Elgar original reference
Edited by Jan M. Smits
Chapter 24: Damages (in tort)*
A comparative study of the law concerning damages is like a comparison of fruits from different trees: one cannot understand the true nature of the fruit without studying the tree that it originates from. For this reason, comparative studies of the law of damages are hampered by the very nature of the differences between the three major European legal families – the English, the French and the German systems being the most representative examples – regarding the sources of damages. This concerns the differences in approach of delictual and contractual liability as well as the differences in approach of varying forms of delictual liability (various heads of tortious liability), each possibly or actually having their own regime for damages. In this respect three major systems can be found (Zweigert and Kötz, 1996). In English law, the regime regarding damages is dependent upon the nature of a variety of specific torts, and, in the absence of a code, is to be found in case law as well as in the literature (McGregor, 2010; Tettenborn et al., 2010).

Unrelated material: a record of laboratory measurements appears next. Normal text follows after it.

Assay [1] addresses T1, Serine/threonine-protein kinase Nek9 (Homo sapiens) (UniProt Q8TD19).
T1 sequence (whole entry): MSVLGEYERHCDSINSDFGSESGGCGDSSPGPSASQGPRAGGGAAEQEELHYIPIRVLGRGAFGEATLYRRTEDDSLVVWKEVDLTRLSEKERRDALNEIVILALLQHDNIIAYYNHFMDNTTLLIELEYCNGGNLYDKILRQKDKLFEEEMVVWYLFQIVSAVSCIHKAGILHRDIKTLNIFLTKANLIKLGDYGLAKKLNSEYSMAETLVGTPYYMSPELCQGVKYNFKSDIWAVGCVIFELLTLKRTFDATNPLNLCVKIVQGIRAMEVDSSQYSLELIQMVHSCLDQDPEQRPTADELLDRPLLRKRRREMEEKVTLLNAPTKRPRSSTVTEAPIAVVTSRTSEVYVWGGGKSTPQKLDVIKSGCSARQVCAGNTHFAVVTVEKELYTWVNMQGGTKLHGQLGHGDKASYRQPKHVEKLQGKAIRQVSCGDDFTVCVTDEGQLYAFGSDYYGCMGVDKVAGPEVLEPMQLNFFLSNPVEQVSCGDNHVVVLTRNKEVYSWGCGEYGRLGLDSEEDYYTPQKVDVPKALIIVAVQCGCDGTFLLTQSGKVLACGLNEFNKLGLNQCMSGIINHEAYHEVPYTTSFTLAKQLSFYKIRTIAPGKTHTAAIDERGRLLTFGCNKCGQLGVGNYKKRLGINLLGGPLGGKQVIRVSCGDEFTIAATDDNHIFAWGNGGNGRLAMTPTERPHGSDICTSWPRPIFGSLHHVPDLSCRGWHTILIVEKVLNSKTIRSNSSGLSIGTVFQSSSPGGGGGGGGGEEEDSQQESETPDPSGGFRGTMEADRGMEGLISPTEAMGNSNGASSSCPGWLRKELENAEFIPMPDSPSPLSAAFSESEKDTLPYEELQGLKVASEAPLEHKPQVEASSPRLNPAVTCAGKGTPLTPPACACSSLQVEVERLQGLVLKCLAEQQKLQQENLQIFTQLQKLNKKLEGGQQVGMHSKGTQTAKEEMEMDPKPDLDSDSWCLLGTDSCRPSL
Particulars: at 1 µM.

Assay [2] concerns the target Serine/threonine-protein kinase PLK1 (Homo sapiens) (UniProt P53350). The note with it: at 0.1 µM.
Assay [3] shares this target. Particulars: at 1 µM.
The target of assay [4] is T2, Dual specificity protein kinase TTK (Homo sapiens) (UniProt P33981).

You are not authenticated to view the full text of this chapter or article.
Elgaronline requires a subscription or purchase to access the full text of books or journals. Please login through your library system or with your personal username and password on the homepage.
Non-subscribers can freely search the site, view abstracts/ extracts and download selected front matter and introductory chapters for personal use.
Your library may not have purchased all subject areas. If you are authenticated and think you should have access to this title, please contact your librarian.